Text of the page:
Winter is a tough time to lease apartments, but the developers of the 4Marq apartment tower in downtown Minneapolis finished the project a few months ahead of schedule and decided to open early. Its first nine renters moved in this week.

4Marq is a 31-story tower at the corner of 4th Street and Marquette Avenue in the heart of the Central Business District, a zone that until recently has been nearly devoid of any new rental housing. Now, there are several hundred luxury apartments in two new high-rise buildings, the converted Soo Line office building and the 222 Hennepin Apartments.

4Marq is the tallest, narrowest and newest of the batch, and it offers renters a few unusual perks. Unlike most of today’s new apartment buildings, all of the resident amenities are on the top floor of the building so that it’s not just penthouse dwellers who get to enjoy the best views.

Those amenities include a yoga room with regular weekly instructors, three kinds of stationary bikes and several gathering spaces that can be reserved for special events. There’s also a “technology bar” with two PCs, an Apple computer and a bird’s-eye view of Target Field.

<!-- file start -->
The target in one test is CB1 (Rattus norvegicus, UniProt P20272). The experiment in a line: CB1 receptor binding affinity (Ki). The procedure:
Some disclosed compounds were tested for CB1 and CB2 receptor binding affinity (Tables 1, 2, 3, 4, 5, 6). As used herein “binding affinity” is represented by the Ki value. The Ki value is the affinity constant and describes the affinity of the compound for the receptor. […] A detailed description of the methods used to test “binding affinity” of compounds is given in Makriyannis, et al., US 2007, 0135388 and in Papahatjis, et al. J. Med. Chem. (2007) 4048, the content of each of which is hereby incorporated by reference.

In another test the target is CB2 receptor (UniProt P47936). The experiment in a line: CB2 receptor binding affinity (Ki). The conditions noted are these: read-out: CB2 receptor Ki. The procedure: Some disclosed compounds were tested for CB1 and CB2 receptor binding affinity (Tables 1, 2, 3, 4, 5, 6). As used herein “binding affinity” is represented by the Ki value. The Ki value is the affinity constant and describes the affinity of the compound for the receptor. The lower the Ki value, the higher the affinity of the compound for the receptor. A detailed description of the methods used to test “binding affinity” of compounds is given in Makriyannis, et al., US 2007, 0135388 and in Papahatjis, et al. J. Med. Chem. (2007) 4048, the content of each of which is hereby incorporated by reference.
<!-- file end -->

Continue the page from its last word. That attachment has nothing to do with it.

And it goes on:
All of those resident spaces are surrounded by an enclosed terrace with fire pits, lots of lounge space and 360-degree views of the city. The building also has 24-hour concierge service and three 4Marq bikes to share.

The tower also brings a fresh look to the downtown skyline. Minneapolis-based UrbanWorks Architecture designed a sleek tower of white precast concrete panels that frame floor-to-ceilings windows. The first-floor lobby space is more refined than normal. It sits below six levels of parking, which are concealed by shimmering, double-layer perforated metal panels that eliminate the need for mechanical ventilation.

Mortenson started building the tower in 2014 and quickly sold it to American International Group, which contracted with Chicago-based Lincoln Property Company to manage the leasing operations. 4Marq’s business manager, Jane Sorman, said the building was designed to appeal to a very broad cross section of renters. Rents average about $2.51 per square foot.

The building was originally slated to have 262 apartments. At the last minute, the designers reconfigured the layouts to create more three-bedroom units than to cater to growing demand for bigger units, said Dan Lessor, a Mortenson development executive.

Jim Buchta